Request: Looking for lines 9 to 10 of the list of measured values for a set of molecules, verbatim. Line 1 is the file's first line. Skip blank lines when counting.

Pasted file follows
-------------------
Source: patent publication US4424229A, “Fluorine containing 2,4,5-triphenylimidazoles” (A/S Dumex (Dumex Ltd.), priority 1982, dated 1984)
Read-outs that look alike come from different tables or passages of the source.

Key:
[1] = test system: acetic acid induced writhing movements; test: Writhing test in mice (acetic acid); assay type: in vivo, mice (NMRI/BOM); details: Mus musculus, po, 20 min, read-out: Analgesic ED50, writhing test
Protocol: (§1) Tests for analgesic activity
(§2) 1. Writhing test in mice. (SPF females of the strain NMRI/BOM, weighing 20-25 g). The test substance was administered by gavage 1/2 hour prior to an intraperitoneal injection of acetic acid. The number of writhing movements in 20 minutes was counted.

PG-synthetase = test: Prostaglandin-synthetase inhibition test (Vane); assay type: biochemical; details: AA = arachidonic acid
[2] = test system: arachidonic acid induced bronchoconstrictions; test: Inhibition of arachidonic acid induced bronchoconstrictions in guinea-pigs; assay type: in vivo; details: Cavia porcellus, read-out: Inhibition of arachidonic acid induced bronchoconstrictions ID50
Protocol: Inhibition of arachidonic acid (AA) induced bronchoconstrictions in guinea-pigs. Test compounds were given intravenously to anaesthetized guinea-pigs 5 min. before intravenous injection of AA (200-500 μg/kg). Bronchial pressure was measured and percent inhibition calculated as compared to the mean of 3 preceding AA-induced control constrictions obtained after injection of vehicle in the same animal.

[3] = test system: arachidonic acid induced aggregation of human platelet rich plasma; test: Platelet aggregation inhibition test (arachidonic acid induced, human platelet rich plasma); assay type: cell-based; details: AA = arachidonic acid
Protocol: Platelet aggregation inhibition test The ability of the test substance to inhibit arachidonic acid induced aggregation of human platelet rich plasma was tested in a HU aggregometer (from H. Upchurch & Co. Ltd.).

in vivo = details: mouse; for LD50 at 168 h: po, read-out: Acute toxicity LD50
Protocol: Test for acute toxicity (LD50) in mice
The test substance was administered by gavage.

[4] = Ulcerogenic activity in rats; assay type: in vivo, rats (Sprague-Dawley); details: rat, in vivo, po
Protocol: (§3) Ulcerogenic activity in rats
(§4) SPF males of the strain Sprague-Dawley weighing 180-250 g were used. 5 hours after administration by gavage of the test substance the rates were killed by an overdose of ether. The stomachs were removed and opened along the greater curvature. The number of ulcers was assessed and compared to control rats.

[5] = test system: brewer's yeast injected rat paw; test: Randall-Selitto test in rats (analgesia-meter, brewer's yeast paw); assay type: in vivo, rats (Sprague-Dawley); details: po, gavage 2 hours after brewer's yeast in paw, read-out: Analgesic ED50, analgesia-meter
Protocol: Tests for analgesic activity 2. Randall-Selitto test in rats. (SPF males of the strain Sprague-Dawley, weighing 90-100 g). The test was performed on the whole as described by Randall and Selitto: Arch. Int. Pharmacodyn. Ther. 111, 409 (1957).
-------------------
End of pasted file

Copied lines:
Protocol: Inhibition of arachidonic acid (AA) induced bronchoconstrictions in guinea-pigs. Test compounds were given intravenously to anaesthetized guinea-pigs 5 min. before intravenous injection of AA (200-500 μg/kg). Bronchial pressure was measured and percent inhibition calculated as compared to the mean of 3 preceding AA-induced control constrictions obtained after injection of vehicle in the same animal.

[3] = test system: arachidonic acid induced aggregation of human platelet rich plasma; test: Platelet aggregation inhibition test (arachidonic acid induced, human platelet rich plasma); assay type: cell-based; details: AA = arachidonic acid